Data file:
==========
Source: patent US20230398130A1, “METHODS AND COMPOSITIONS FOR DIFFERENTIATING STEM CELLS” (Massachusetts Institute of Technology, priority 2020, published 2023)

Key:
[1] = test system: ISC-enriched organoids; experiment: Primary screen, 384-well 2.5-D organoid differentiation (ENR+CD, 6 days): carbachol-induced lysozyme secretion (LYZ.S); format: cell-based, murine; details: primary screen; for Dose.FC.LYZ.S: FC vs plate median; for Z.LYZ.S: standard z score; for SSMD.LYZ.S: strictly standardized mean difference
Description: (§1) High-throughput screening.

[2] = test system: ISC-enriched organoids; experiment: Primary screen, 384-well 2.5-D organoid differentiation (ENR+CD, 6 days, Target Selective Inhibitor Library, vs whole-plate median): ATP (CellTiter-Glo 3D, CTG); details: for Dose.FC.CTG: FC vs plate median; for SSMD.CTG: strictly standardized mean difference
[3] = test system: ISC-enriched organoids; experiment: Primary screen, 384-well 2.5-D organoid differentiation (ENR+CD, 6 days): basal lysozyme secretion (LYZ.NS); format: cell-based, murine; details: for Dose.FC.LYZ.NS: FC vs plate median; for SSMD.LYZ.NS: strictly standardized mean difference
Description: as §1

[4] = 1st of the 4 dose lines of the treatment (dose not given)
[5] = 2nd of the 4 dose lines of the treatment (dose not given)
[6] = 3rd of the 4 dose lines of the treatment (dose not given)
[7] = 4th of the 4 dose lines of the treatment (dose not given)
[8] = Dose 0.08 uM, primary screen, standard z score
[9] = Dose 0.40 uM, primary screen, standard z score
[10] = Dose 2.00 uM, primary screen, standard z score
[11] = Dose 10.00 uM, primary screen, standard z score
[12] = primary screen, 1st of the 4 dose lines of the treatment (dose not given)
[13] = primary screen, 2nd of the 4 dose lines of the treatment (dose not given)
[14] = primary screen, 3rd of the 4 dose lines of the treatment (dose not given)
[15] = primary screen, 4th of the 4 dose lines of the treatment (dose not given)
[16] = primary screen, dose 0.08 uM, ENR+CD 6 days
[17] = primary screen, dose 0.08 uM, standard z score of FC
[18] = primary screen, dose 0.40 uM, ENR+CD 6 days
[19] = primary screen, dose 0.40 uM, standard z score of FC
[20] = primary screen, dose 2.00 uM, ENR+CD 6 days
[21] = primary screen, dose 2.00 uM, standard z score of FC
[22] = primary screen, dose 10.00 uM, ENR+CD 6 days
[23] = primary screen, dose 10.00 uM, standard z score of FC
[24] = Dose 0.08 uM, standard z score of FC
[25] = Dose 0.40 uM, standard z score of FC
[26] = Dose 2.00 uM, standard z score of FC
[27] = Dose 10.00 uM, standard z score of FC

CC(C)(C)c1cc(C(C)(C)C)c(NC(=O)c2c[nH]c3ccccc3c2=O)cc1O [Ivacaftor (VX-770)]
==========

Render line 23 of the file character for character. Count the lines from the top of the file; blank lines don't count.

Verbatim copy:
[19] = primary screen, dose 0.40 uM, standard z score of FC